The Joseph Group

Geopolitics and Market Behavior are Historically Two Different Things

February 25, 2022

To Inform:

I have a chair at home I sit in every morning where I have my coffee and devotional time. Often toward the end of that time I will read the Wall Street Journal and look at the news. The headlines and pictures of explosions in Ukraine stir a fury of emotions. Our prayers go out to the Ukrainian people.

Since I was by myself yesterday morning, I unfortunately don’t have proof of this, but Thursday morning when I saw the stock market futures indicating the Dow would open down over -800 points I actually said to myself “it would not surprise me if the market had a big reversal and closed positive.” That’s exactly what happened – mid day the market had a massive reversal and major market indexes finished with gains across the board. As I type this on Friday morning, market gains look set to continue.

We’ve been having a lot of conversations with clients this week and clearly emotions are high. Let’s run through four of the key things we have been discussing the last few days, seeking to separate emotion from logic as we approach the markets.

First, we’ve tried to gather outside perspectives from Wall Street and other research firms. On Wednesday night, I was on a call with Goldman Sachs where they said to expect volatility, but reiterated their 4,900 2022 price target for the S&P 500, implying new all-time highs and double-digit gains from current levels.  Paraphrasing Goldman, “geopolitics will lead to volatility, but continued growth in corporate profits should ultimately lead to market gains.” Also, BlackRock put a note out earlier this week recommending clients increase their overweight exposure to stocks.  According to BlackRock, “the early 2022 selloff creates a compelling opportunity for the long-term investor as we see the combination of low real rates, strong growth, and reasonable valuations as favorable for stocks.”

Source: BlackRock


Second, in times of market stress, investor sentiment can be a great tool for assessing whether it’s time to “hold ‘em or fold ‘em.” As many WealthNotes readers know, one of our favorite sentiment indicators is the Smart Money/Dumb Money Confidence indicator. In general, investors want to follow the “smart money” institutional hedgers and do the opposite of “dumb money” more emotional individual investors. When the behavior of the two groups move in opposite directions it can point to important market turning points.

Source: SentimenTrader.com, Sundial Capital Research


On Wednesday, the “Smart Money” was showing buying behavior and the “Dumb Money” was showing selling behavior to the biggest extreme since the beginning of COVID, indicating conditions which have historically lined up with attractive buying opportunities (or at least not selling).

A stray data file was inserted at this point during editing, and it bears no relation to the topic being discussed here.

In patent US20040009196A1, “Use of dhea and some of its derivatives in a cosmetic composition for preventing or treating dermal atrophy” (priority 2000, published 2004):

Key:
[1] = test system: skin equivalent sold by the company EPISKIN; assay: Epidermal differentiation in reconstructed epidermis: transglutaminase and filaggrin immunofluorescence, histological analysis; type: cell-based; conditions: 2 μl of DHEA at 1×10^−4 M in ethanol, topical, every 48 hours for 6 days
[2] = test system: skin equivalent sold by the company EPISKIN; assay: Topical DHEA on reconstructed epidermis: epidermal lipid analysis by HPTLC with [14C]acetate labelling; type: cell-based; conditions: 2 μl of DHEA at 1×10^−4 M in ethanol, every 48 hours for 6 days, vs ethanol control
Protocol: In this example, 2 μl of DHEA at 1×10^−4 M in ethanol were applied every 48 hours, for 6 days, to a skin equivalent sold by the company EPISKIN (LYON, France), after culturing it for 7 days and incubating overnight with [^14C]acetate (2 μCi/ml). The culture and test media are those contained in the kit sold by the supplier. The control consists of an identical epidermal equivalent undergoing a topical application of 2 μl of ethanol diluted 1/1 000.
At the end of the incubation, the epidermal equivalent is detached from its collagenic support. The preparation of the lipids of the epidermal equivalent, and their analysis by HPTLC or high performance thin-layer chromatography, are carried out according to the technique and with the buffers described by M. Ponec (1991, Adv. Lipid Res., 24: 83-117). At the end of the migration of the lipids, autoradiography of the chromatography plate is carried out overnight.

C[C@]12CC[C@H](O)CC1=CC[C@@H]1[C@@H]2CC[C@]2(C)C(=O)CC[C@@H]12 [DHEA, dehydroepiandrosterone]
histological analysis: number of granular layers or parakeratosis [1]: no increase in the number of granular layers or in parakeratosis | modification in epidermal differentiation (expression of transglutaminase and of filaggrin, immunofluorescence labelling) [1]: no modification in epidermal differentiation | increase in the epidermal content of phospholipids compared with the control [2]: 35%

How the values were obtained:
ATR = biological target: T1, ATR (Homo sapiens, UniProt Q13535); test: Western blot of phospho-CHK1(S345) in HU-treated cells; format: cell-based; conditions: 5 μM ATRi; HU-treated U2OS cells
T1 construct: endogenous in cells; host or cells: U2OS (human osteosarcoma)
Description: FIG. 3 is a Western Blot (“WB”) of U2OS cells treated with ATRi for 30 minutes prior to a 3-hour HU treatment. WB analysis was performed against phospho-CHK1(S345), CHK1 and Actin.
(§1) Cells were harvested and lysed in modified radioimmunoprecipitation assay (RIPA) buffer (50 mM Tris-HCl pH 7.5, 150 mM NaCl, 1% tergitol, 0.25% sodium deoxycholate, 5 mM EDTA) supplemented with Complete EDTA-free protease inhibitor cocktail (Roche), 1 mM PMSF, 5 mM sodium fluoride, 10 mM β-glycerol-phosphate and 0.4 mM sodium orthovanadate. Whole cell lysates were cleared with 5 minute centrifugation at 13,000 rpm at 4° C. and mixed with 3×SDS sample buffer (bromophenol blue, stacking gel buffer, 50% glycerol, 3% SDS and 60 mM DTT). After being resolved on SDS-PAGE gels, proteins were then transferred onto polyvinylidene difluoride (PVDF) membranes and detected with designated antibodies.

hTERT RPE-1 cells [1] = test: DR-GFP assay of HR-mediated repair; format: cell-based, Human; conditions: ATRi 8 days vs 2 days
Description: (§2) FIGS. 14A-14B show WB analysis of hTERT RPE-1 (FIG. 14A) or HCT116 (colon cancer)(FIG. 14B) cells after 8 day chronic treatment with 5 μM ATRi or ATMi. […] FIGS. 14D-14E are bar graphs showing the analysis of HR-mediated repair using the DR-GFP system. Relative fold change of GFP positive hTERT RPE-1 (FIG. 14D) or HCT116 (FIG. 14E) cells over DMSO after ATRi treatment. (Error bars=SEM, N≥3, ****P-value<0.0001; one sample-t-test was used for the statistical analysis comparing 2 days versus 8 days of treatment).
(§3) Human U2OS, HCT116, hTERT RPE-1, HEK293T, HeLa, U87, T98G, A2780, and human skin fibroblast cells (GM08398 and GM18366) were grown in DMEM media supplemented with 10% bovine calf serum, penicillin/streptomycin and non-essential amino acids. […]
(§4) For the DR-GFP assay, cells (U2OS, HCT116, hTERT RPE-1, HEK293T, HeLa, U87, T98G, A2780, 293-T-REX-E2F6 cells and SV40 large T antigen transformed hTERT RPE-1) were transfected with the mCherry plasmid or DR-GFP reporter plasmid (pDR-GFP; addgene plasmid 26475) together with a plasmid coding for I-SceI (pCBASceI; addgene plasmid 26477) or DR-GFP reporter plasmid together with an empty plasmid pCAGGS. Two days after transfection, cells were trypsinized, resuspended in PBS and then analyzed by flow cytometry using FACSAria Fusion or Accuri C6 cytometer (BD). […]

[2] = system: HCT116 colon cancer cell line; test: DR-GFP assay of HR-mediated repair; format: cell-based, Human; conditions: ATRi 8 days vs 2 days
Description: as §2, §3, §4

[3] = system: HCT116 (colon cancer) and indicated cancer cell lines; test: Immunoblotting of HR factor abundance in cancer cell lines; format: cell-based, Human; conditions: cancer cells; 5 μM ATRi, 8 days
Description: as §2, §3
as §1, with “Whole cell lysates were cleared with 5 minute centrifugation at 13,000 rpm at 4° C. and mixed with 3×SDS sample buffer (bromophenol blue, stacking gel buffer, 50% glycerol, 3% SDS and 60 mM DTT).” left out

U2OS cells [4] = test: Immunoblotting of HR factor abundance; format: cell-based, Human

Third, we like to look at the behavior of high yield, or junk bonds as an indicator of credit market stress. I would say one of investors’ biggest fears is that a correction (defined as a downturn of -10%) could turn into a bear market (defined as a downturn of -20% or more). Historically, most major market declines (2008 being a prime example) are associated with problems in the credit markets. Heading into Thursday, high yield bond spreads were little changed over the last few weeks and remained at historically low levels. Our read on those numbers was, so far, this is a geopolitical and emotional event for stocks, but NOT something which was pointing to a bigger economic impact.

This morning I exchanged emails with good friend Bill Zox, portfolio manager at Brandywine Global. According to Zox, “what we have seen in high yield is consistent with what we have seen in past cycles before the first Fed rate hike. The drawdowns do not suggest a much higher probability of a recession.”

Finally, it is informative to look at lessons from history. “History does not repeat itself, but it often rhymes” is one of my favorite Mark Twain quotes and I think the quote may have validity today. Every geopolitical event is different, but the collection of charts below shows the market behavior around past geopolitical events. The message from history is that market contractions are common around geopolitical events (gray bar) but markets tend rally once the invasion starts.

Source: Fundstrat


We don’t take what is happening in our world lightly. We don’t take the responsibility and privilege we have in managing objective-based portfolios on behalf of our clients lightly either. It’s our job to separate emotion from logic and often that can mean standing firm in the midst of the chaos, and in this case, recognizing that geopolitics and market behavior can be two very different things.





Written by Travis Upton, Partner, CEO and Chief Investment Officer